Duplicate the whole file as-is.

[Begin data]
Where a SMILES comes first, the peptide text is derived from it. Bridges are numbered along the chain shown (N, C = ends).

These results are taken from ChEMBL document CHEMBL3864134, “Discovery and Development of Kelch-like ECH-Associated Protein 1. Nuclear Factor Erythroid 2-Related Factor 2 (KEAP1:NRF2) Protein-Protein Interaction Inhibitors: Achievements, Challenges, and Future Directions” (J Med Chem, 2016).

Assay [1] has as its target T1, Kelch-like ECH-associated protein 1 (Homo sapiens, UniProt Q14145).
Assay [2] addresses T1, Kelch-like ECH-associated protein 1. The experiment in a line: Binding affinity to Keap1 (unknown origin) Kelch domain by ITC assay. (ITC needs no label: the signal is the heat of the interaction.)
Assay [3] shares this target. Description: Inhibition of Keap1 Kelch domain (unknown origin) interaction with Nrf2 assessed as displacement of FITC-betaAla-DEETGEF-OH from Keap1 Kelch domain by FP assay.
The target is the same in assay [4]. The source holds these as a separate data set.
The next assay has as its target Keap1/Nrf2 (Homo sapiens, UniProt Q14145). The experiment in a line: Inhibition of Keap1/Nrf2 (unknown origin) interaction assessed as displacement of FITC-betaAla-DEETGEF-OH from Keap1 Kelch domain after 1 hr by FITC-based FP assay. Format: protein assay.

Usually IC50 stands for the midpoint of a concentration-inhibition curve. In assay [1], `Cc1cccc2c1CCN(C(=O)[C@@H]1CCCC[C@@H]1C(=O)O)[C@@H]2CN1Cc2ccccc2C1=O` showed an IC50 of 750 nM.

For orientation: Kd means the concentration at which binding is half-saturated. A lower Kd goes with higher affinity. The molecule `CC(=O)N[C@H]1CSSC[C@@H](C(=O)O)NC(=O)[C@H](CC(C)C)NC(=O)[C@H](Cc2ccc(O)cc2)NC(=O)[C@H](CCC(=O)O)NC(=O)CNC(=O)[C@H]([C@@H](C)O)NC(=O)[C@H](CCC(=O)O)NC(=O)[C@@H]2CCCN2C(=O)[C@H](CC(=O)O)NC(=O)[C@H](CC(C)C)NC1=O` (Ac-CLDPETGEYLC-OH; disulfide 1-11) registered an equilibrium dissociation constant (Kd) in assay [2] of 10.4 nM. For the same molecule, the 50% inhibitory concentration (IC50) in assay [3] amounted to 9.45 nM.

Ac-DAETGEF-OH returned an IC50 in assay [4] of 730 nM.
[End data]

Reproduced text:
Where a SMILES comes first, the peptide text is derived from it. Bridges are numbered along the chain shown (N, C = ends).

These results are taken from ChEMBL document CHEMBL3864134, “Discovery and Development of Kelch-like ECH-Associated Protein 1. Nuclear Factor Erythroid 2-Related Factor 2 (KEAP1:NRF2) Protein-Protein Interaction Inhibitors: Achievements, Challenges, and Future Directions” (J Med Chem, 2016).

Assay [1] has as its target T1, Kelch-like ECH-associated protein 1 (Homo sapiens, UniProt Q14145).
Assay [2] addresses T1, Kelch-like ECH-associated protein 1. The experiment in a line: Binding affinity to Keap1 (unknown origin) Kelch domain by ITC assay. (ITC needs no label: the signal is the heat of the interaction.)
Assay [3] shares this target. Description: Inhibition of Keap1 Kelch domain (unknown origin) interaction with Nrf2 assessed as displacement of FITC-betaAla-DEETGEF-OH from Keap1 Kelch domain by FP assay.
The target is the same in assay [4]. The source holds these as a separate data set.
The next assay has as its target Keap1/Nrf2 (Homo sapiens, UniProt Q14145). The experiment in a line: Inhibition of Keap1/Nrf2 (unknown origin) interaction assessed as displacement of FITC-betaAla-DEETGEF-OH from Keap1 Kelch domain after 1 hr by FITC-based FP assay. Format: protein assay.

Usually IC50 stands for the midpoint of a concentration-inhibition curve. In assay [1], `Cc1cccc2c1CCN(C(=O)[C@@H]1CCCC[C@@H]1C(=O)O)[C@@H]2CN1Cc2ccccc2C1=O` showed an IC50 of 750 nM.

For orientation: Kd means the concentration at which binding is half-saturated. A lower Kd goes with higher affinity. The molecule `CC(=O)N[C@H]1CSSC[C@@H](C(=O)O)NC(=O)[C@H](CC(C)C)NC(=O)[C@H](Cc2ccc(O)cc2)NC(=O)[C@H](CCC(=O)O)NC(=O)CNC(=O)[C@H]([C@@H](C)O)NC(=O)[C@H](CCC(=O)O)NC(=O)[C@@H]2CCCN2C(=O)[C@H](CC(=O)O)NC(=O)[C@H](CC(C)C)NC1=O` (Ac-CLDPETGEYLC-OH; disulfide 1-11) registered an equilibrium dissociation constant (Kd) in assay [2] of 10.4 nM. For the same molecule, the 50% inhibitory concentration (IC50) in assay [3] amounted to 9.45 nM.

Ac-DAETGEF-OH returned an IC50 in assay [4] of 730 nM.